A pinch of black pepper is added to almost any recipe. Once used as a currency of exchange and provision of the gods as a sacred gift, we are all lucky that this most famous spice is available round the shops.
Black pepper comes from the smooth climbing plant that grows in hot and humid climates. After 3-4 years it begins to bear small white flowers and clusters them into pearls, known as grains of pepper.
Black pepper comes from the fruit of a plant called Piper nigrum, from which originate green, and white pepper. The difference in color is a reflection of the different stages of the development and methods of processing.
Black pepper is harvested while the kernels are half ripe, just before turning red. Then, they are left to dry, which wrinkles their skin and turns them into black. Green pepper is harvested when the beans are still unripe and green in color, and white - when fully ripe. Its white color is obtained by soaking in brine, where their dark outer shell falls and only white pepper grains remain.
Pink Pepper comes from a completely different plant - Schinus molle-and the similarity in appearance has nothing to do with other types of pepper.
Black pepper is the most pungent and aromatic pepper and can be purchased whole, crushed or powdered.
Originally from India, pepper has played a very important role in our history for thousands of years. Since the time of ancient Greece, it was deeply valuable not only as a spice but also as currency and sacred gift of the gods, and in the Middle Ages people's wealth was measured by their stocks of grains of pepper.
Today, the main commercial producers of pepper are India and Indonesia.
Composition of black pepper
Black pepper contains a certain amount of essential oil, which determines its characteristic flavor. Peppery taste comes due to the alkaloid turpentine. There are also terpenes, fats, carbohydrates, aromatic, dyeing and tanning substances, vitamin C, and other resins.
Selection and storage of pepper
- It is preferable to buy pepper corns, which you can grind yourself, to avoid impurities.
- If you can, choose organically grown pepper, because it will have a more vitamin C.
- Keep pepper in a tightly sealed glass container in a cool, dark, dry place.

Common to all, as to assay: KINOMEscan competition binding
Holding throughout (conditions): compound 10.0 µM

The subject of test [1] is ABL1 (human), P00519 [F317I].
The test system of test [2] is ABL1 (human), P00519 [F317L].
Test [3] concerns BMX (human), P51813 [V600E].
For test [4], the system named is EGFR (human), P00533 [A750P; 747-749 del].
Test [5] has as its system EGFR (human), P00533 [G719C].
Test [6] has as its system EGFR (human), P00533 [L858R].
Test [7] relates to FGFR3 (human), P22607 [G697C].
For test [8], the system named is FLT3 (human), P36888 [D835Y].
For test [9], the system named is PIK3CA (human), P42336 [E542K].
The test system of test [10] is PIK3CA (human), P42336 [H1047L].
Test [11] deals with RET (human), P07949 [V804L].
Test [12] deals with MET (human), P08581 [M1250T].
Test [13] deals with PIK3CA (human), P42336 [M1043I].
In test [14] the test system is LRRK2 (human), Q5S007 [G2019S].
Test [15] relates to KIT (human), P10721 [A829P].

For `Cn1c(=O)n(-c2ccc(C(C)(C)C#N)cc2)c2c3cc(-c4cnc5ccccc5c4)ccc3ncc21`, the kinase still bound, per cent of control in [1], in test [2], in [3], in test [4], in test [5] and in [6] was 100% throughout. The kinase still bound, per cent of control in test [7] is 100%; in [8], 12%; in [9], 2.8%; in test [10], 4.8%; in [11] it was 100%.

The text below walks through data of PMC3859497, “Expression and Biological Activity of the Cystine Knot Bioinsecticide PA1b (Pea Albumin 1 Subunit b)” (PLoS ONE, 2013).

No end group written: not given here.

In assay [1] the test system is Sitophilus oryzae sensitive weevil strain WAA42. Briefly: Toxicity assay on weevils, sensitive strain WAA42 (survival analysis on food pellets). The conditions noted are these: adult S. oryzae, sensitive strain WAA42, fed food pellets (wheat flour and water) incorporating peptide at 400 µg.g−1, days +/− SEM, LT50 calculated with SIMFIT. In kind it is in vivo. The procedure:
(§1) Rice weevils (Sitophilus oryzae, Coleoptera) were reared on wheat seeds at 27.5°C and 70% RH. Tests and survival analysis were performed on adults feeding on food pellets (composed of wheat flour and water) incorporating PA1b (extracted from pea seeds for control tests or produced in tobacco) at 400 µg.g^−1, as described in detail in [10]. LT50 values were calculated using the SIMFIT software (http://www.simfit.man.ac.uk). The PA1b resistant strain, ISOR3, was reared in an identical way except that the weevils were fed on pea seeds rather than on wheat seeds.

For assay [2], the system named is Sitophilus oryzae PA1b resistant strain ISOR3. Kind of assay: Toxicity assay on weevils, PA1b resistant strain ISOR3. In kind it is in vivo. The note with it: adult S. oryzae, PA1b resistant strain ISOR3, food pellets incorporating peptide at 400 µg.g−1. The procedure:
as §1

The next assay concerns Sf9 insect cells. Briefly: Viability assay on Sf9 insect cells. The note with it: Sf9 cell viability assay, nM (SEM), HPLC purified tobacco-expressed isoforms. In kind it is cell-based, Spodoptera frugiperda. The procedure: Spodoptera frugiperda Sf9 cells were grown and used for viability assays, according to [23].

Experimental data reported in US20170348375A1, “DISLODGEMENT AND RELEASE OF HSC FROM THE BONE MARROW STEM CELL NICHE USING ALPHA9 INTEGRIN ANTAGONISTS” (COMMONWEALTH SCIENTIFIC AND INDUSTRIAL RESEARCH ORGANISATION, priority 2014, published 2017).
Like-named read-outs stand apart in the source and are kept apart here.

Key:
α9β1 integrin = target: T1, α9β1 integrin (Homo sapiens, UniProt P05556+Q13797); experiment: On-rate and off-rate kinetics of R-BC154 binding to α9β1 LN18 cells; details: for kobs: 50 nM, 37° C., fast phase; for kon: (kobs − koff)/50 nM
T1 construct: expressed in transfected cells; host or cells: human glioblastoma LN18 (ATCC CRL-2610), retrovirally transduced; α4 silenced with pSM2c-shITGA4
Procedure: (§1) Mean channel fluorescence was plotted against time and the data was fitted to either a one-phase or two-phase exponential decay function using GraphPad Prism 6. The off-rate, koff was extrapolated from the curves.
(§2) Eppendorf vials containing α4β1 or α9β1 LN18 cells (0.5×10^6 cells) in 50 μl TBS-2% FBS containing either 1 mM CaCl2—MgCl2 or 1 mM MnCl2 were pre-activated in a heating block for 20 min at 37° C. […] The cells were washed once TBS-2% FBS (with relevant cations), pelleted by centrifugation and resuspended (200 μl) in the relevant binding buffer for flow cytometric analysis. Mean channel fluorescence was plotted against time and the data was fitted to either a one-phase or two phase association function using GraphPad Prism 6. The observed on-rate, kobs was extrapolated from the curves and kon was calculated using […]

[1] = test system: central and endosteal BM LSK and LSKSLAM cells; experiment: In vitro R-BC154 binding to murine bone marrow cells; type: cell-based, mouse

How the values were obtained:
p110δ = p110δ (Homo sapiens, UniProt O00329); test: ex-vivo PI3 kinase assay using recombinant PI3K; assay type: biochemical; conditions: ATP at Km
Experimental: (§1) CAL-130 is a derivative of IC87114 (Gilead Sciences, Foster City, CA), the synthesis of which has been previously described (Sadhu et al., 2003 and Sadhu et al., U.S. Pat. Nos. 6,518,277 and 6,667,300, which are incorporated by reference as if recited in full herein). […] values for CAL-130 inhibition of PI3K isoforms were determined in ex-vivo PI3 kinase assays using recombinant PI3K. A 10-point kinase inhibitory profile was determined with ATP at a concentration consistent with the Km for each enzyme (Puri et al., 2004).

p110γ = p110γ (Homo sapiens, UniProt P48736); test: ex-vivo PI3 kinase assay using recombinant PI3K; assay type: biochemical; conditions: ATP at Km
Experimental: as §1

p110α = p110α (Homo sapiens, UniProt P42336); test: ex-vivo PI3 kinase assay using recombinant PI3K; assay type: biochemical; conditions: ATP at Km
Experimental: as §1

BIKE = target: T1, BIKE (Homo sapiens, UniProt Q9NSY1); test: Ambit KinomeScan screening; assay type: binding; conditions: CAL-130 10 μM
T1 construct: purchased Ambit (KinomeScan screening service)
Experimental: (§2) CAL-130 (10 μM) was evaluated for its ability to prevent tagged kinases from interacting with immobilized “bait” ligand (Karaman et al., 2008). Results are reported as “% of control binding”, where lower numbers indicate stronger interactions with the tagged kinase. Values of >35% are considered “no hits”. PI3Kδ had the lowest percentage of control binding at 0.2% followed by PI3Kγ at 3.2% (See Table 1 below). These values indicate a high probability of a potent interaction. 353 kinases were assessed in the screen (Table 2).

- Peppercorns can be stored for a long time until ground, they will remain fresh for about three months.
- Black pepper can be frozen, but the taste and smell will be much sharper.
Culinary use of pepper
Along with the salt, black pepper is one of the most versatile herbs. Used in all savory dishes, both ground and in corns. Used to flavor meat, milk, seafood, eggs, vegetables, milk, beans, drinks and even fruit. Best grind it just before using with food.
Add freshly ground pepper in the end of the cooking. Cooked longer, it loses aroma and taste qualities, it is always put at the end of cooking, which will ensure a truly superb meal.
Black pepper is extremely important in the cuisines of China, U.S., UK, Greece, parts of Asia, France and Italy. In terms of opportunities for cooking, it is again very versatile. Suitable for baking, frying, steaming, for cooking and steaming. However, it’s most suitable for baking.
Black pepper is an important ingredient of most curry blends consumed worldwide, but are characteristic of South Asian and Indian cuisine. Except in curry blends, pepper finds its way into other dishes from world cuisine - in marinades for poultry, pumpkin pie sauce and smoked sausage seasoning in the oriental blend of five spices and much more.
Benefits of black pepper
Improves the digestive process and the digestive tract.
Black pepper stimulates the taste centers in such a way that the stomach is getting a signal to increase hydrochloric acid secretion, thereby improving digestion. In addition, this herb increases the secretion of sweat and has diuretic (increases urination) properties.
Black pepper has demonstrated impressive antioxidant and antibacterial effects - another great advantage for your health. This spice not only helps you derive maximum benefit from your food, but the outer layer stimulated fragmentation of fat cells, keeping you slim at the same time as providing you with energy to burn.
The reason it is so precious lies not only in the flavor and spicy taste of pepper, but the fact that you can hide that not so fresh types of food are being served (something very useful before the advent of the freezer).
As seen, the black pepper is a very helpful and pleasant spice, but this can cause some trouble. Its consumption is contraindicated in people suffering from liver problems and urinary tract. Black pepper is especially dangerous for people with ulcers and gastritis, because it can cause irritation of the mucous membranes, which in turn can trigger bleeding.
Weight Loss with pepper
Studies show that if you want to lose weight, you need to consume more pepper. It is very effective in melting the fat due to its bitter piperine compound. Piperine destroys fat cells and prevents the formation of new ones. Some researchers believe that Piperine has a direct impact on some genes, preventing the creation of new fat cells. Thus means in time the excess fat begins to disappear.